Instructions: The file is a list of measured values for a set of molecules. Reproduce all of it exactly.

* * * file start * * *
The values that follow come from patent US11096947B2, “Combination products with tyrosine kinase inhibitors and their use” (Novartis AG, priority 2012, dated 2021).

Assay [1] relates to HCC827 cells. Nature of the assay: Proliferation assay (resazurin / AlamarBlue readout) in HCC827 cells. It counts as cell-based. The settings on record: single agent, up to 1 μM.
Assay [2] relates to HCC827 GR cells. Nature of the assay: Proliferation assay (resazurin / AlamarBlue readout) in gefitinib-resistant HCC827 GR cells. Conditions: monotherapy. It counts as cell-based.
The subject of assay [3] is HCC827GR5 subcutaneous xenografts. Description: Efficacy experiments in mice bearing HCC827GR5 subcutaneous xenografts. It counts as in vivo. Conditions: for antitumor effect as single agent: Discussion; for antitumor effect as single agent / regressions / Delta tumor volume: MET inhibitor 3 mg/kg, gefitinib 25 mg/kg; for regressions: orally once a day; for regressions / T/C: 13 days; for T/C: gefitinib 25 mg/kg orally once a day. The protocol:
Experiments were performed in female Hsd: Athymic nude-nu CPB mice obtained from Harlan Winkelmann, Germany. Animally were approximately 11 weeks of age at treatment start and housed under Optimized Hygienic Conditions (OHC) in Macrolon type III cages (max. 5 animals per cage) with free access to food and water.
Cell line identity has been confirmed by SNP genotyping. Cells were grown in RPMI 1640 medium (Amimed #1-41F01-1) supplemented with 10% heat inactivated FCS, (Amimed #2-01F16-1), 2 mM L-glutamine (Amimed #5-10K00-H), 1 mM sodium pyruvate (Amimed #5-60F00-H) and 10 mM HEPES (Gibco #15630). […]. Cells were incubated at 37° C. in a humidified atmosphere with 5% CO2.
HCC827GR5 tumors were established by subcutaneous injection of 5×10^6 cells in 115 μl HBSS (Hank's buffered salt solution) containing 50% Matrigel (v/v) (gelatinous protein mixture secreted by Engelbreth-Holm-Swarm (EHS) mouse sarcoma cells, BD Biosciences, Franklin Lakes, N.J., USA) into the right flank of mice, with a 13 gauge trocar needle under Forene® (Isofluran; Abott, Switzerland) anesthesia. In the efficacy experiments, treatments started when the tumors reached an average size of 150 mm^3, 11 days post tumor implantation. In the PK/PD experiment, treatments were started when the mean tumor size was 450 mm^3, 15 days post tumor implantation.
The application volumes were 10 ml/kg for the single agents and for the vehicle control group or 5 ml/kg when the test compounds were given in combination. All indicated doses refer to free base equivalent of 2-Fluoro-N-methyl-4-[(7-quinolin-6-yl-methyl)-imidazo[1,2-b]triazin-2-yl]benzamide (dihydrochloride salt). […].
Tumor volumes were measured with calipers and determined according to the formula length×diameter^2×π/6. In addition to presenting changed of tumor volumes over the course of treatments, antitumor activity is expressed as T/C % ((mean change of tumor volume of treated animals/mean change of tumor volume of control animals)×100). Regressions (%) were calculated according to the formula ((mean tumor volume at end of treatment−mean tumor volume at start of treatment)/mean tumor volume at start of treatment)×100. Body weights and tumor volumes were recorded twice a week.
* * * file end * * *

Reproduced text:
The values that follow come from patent US11096947B2, “Combination products with tyrosine kinase inhibitors and their use” (Novartis AG, priority 2012, dated 2021).

Assay [1] relates to HCC827 cells. Nature of the assay: Proliferation assay (resazurin / AlamarBlue readout) in HCC827 cells. It counts as cell-based. The settings on record: single agent, up to 1 μM.
Assay [2] relates to HCC827 GR cells. Nature of the assay: Proliferation assay (resazurin / AlamarBlue readout) in gefitinib-resistant HCC827 GR cells. Conditions: monotherapy. It counts as cell-based.
The subject of assay [3] is HCC827GR5 subcutaneous xenografts. Description: Efficacy experiments in mice bearing HCC827GR5 subcutaneous xenografts. It counts as in vivo. Conditions: for antitumor effect as single agent: Discussion; for antitumor effect as single agent / regressions / Delta tumor volume: MET inhibitor 3 mg/kg, gefitinib 25 mg/kg; for regressions: orally once a day; for regressions / T/C: 13 days; for T/C: gefitinib 25 mg/kg orally once a day. The protocol:
Experiments were performed in female Hsd: Athymic nude-nu CPB mice obtained from Harlan Winkelmann, Germany. Animally were approximately 11 weeks of age at treatment start and housed under Optimized Hygienic Conditions (OHC) in Macrolon type III cages (max. 5 animals per cage) with free access to food and water.
Cell line identity has been confirmed by SNP genotyping. Cells were grown in RPMI 1640 medium (Amimed #1-41F01-1) supplemented with 10% heat inactivated FCS, (Amimed #2-01F16-1), 2 mM L-glutamine (Amimed #5-10K00-H), 1 mM sodium pyruvate (Amimed #5-60F00-H) and 10 mM HEPES (Gibco #15630). […]. Cells were incubated at 37° C. in a humidified atmosphere with 5% CO2.
HCC827GR5 tumors were established by subcutaneous injection of 5×10^6 cells in 115 μl HBSS (Hank's buffered salt solution) containing 50% Matrigel (v/v) (gelatinous protein mixture secreted by Engelbreth-Holm-Swarm (EHS) mouse sarcoma cells, BD Biosciences, Franklin Lakes, N.J., USA) into the right flank of mice, with a 13 gauge trocar needle under Forene® (Isofluran; Abott, Switzerland) anesthesia. In the efficacy experiments, treatments started when the tumors reached an average size of 150 mm^3, 11 days post tumor implantation. In the PK/PD experiment, treatments were started when the mean tumor size was 450 mm^3, 15 days post tumor implantation.
The application volumes were 10 ml/kg for the single agents and for the vehicle control group or 5 ml/kg when the test compounds were given in combination. All indicated doses refer to free base equivalent of 2-Fluoro-N-methyl-4-[(7-quinolin-6-yl-methyl)-imidazo[1,2-b]triazin-2-yl]benzamide (dihydrochloride salt). […].
Tumor volumes were measured with calipers and determined according to the formula length×diameter^2×π/6. In addition to presenting changed of tumor volumes over the course of treatments, antitumor activity is expressed as T/C % ((mean change of tumor volume of treated animals/mean change of tumor volume of control animals)×100). Regressions (%) were calculated according to the formula ((mean tumor volume at end of treatment−mean tumor volume at start of treatment)/mean tumor volume at start of treatment)×100. Body weights and tumor volumes were recorded twice a week.